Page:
The robust pace of new-home construction continues to drive mergers and acquisitions (M&A) activity within the construction supply industry, yet many observers question the sustainability of this unprecedented run and remain skeptical about future growth. I think this conjecture is unnecessary because, even if residential housing decelerates (as some economists predict), the effect on the building products industry will prove manageable for two reasons:
1. Economic sentiment is improving and corporations have amassed significant capital and secured friendly financing. We expect an increase in non-residential construction, bolstered by pent-up demand, strong corporate balance sheets, and improving state budgets.
2. On the residential side, remodeling expenditures are strong. Just look at The Home Depot and Lowe's. Although it is difficult to quantify, the bulk of their retail sales is attributed to remodeling projects versus new construction, yet both companies continue to increase revenues year after year even as new construction has overshadowed the remodeling market. And we all know that as new construction slows, remodeling often picks up.
Lure of the Land In addition to these trends, builders have prospered since the last recession and are seeking to expand their market share through both organic growth and M&A. In the next five years, the nation's 10 largest public home builders will continue to look for acquisitions to solidify their market dominance. It is expected that eventually 50 percent of new homes could be constructed by the top-10 tier; medium-sized builders will become less relevant, and the small local builders will bid for the remains.
What is driving big-builder consolidation? Notwithstanding the age-old advantages (better purchasing, pricing flexibility, synergies, etc.), builders view M&A as an opportunity to build their land positions. In order to mitigate some of the risk of holding larger land positions, big builders have become more attuned to geographic and product diversification. Thus, builders seek to acquire: 1) smaller contractors that specialize in second homes or active-adult communities, 2) builders with access to desirable land, or 3) small corporations in previously untapped geographic markets—thereby mitigating risk across multiple regions.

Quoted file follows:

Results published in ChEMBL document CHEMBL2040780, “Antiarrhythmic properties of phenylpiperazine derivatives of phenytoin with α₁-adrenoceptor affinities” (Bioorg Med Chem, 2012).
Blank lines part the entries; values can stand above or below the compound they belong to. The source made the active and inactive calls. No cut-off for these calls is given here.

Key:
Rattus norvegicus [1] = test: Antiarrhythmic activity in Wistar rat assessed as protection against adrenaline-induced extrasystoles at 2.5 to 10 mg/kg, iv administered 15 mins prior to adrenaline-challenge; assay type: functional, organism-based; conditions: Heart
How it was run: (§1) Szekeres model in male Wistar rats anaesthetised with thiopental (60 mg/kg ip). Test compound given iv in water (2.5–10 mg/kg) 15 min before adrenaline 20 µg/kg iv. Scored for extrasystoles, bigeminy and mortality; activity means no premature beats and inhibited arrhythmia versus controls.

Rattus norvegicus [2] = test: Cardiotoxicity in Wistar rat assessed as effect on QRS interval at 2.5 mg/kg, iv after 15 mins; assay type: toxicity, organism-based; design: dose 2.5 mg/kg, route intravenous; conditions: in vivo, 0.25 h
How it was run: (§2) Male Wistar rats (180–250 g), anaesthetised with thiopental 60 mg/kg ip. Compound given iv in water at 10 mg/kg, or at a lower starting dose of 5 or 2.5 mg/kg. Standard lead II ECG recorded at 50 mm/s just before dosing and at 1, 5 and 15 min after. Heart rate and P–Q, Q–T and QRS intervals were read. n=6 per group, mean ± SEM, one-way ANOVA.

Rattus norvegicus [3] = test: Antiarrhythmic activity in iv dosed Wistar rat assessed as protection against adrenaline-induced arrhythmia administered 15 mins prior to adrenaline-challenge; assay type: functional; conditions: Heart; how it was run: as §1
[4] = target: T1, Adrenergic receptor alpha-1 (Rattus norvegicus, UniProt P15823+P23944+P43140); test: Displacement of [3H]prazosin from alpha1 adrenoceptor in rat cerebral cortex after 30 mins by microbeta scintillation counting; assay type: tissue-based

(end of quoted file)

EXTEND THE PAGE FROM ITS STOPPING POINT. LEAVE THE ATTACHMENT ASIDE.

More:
Yet another catalyst for M&A activity among public builders: valuations. Public builders are currently valued at forward P/E multiples of eight to nine times. If valuations rise—as some analysts predict—public firms could afford to pay more for private firms without the risk of dilution to their earnings.
Between a Rock and a Hard Place At the same time, the customer base of pro dealers is gradually shifting to the large-volume home builder. With their massive purchasing power, the big builders have the ability to pressure pro dealers to lower margins, broaden scale/national scope, and supply specific product lines. To appropriately adapt, pro dealers are evolving from niche to full-service providers capable of handling builders' varied needs ranging from logistical support to component preassembly to product installation. Such a transition has required pro dealers to purchase competitors and service providers.
As if pro-sector rivalry wasn't enough, pro dealers also may now face increasing competition from The Home Depot, which is still pursuing the builder/contractor customer market. Witness the June 2005 acquisition of Williams Bros. Lumber Co., a Suwanee, Ga.–based lumber supplier that sells to professional residential and commercial builders and contractors, as well as last year's acquisition of White Cap Construction Supply of Costa Mesa, Calif.
Although difficult to gauge a time-frame, there is a strong likelihood that M&A transactions will heat up if The Home Depot becomes more of a factor in the sector. Smaller pro dealers may be forced out; those remaining in existence must offer multiple product lines and responsive customer service to remain viable in this hotly contested middle channel. Expect mergers ahead, with the possibility of the top pro dealers consolidating and/or the bottom tier using mergers as means to gain scale.
Nicholas V. Beare Managing Director, Stephens Inc. Little Rock, Ark.